Yes, 1989 SHO. One of the truly better ideas built by Ford built during the renaissance lead by people like Donald Peterson. To we middle-aged enthusiasts, those were our “good old days” – since we weren’t old enough to drive in the 60’s muscle car era and since the cars of the late eighties and nineties were much faster and better anyway. Ford offered performance models of the Thunderbird, Mustang and Taurus straight from the factory. Each offered special technologies: a supercharged V-6 in the Thunderbird coupled with an advanced suspension (double A-arm front, independent rear), a high winding engine built by Yamaha in the Taurus SC, and a fuel injected V-8 in the Mustang (coupled with a stone age suspension not unlike that of the 2011 Mustang). We’ve owned about a dozen Mustangs from that era, although unfortunately we never had a chance to own a Thunderbird SC (although thanks to Hertz premium rentals at DFW we’ve put several hundred miles on rental SCs – usually – thanks a lot Hertz – without the benefit of the required high-octane gas). Our greatest disappointment? That Ford of North America still can’t get its act together to offer the best of these technologies in a single rear wheel drive car.
The Taurus SHO was the most exotic of the three, although given it’s stealthy styling the casual spectator certainly couldn’t tell. But inside and it was a very special product that Ford planners and engineers put a lot of unique engineering and suspension tuning effort into. So much so that here we are 21 years later still thinking of our time with our own 1989 SHO. We clearly remember our pre-purchase road test (spinning the wheels accidentally coming out of the Ford dealership), our 1700 mile cross-country drive a few days later, the 3-day mud-covered drive thru fabulous forest roads in Pennsylvania spectating at an SCCA Pro Rally a year later, and 80 thousand miles later trading it in for – surprisingly – almost no depreciation. And then there was our ride in the Bondurant SHO. WOW!
And we remember issues aplenty, including the back-breaking Lear-Seigler sport seats, the abominable windshield wipers that were so weak that they got progressively worse at speed until they stood straight up at 85 MPH (which is not what you want to discover on the QEW passing over Lake Ontario in wet snow while on the way to the Anchor Bar 90 miles away), and the cracked transmission case (thankfully covered by the 100k warranty, along with all the other ills). But issues aside, the SHO had very special attributes which taken together made it a consistently fun drive and one of the best 4-door sports sedans we’ve ever owned. It won’t hold a candle to modern sedans such as a G37S, but it was the best 4-door sport sedan you could buy at the time and it was very likely the fastest for several years in a row.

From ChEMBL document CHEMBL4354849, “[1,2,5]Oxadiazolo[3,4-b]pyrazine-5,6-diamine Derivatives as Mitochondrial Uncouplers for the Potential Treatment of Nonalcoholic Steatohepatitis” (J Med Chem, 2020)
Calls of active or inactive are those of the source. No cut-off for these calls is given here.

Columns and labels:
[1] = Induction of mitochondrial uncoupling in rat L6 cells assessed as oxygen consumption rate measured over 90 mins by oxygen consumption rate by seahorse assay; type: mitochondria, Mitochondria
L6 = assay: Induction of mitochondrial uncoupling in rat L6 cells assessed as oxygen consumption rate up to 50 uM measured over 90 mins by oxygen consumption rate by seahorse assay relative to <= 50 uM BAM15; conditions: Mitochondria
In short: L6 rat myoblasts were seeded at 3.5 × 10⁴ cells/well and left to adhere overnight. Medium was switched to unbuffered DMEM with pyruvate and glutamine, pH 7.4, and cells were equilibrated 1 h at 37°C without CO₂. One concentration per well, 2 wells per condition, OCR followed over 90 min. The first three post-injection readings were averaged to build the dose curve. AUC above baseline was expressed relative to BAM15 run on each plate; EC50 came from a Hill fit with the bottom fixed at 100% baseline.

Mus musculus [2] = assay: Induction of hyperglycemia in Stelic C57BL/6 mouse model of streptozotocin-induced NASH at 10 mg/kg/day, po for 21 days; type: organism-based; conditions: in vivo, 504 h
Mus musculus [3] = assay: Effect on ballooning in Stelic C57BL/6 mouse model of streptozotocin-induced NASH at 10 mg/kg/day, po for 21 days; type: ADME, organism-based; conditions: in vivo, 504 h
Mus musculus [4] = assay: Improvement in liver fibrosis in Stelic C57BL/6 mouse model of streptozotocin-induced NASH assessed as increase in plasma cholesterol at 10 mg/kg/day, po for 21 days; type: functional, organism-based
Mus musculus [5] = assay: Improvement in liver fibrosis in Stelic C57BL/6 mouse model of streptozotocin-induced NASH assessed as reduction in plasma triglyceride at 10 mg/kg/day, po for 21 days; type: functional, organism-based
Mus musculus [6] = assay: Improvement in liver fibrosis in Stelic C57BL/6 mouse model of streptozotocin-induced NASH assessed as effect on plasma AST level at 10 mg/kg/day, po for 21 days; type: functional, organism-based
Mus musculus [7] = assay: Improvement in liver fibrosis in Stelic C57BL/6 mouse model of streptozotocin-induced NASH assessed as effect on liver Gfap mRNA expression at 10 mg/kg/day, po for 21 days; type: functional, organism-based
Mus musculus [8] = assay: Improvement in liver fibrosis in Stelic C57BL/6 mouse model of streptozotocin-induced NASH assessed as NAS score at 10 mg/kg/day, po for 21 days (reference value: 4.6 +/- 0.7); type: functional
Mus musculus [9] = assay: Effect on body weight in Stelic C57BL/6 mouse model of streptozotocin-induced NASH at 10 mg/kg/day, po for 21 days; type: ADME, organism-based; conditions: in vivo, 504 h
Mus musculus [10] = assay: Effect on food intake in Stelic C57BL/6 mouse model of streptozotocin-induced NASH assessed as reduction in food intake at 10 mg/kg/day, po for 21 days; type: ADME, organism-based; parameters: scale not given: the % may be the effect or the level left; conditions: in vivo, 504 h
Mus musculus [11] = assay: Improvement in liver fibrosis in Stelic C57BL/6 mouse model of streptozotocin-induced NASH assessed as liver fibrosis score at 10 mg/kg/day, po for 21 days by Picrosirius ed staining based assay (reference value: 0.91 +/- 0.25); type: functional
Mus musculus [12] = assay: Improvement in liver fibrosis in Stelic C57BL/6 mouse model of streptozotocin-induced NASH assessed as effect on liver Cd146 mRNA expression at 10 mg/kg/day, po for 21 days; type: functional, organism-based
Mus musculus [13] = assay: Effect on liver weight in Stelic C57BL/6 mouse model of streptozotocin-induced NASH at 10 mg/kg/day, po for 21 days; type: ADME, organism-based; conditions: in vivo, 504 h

Our own 1989 SHO was an an exact duplicate of SHO tested by MotorWeek below. Like theirs, ours was built well before the SHO even went on sale. So early that it was probably one of the first off the assembly line. The following video is from a new model-year introduction… unfortunately A video of their later full test doesn’t seem to be available on YouTube. But enjoy. And think back to a day and age when the Taurus had it’s own unique engine, not one shared with trucks and over-weight Lincolns. And of the day when a SHO weighed nearly a full thousand pounds less than the obese boat Ford has the nerve to label “SHO” these days….
Recently we passed on an opportunity to buy an exact duplicate of our 1989 SHO, as well as an opportunity to buy an immaculate Thunderbird SC. Too bad… but then we’ve been there and done most of that. We may still go for the SHO or SC one of these days, but there are a lot of other great classic cars to explore and our heart is currently set on a 240Z (which could certainly use a SHO engine swap!).
On our site, you’ll find lots more SHO news in the “Ford Taurus SHO” category and “SHO” tags, as well as in the “Engine Swap” category “old SHO engines never die”).
And visit the special SHO section on our website for lots more information as well as the story of our own ownership experiences: http://www.drivingenthusiast.net/sec-ford/special-report-sho/index.html.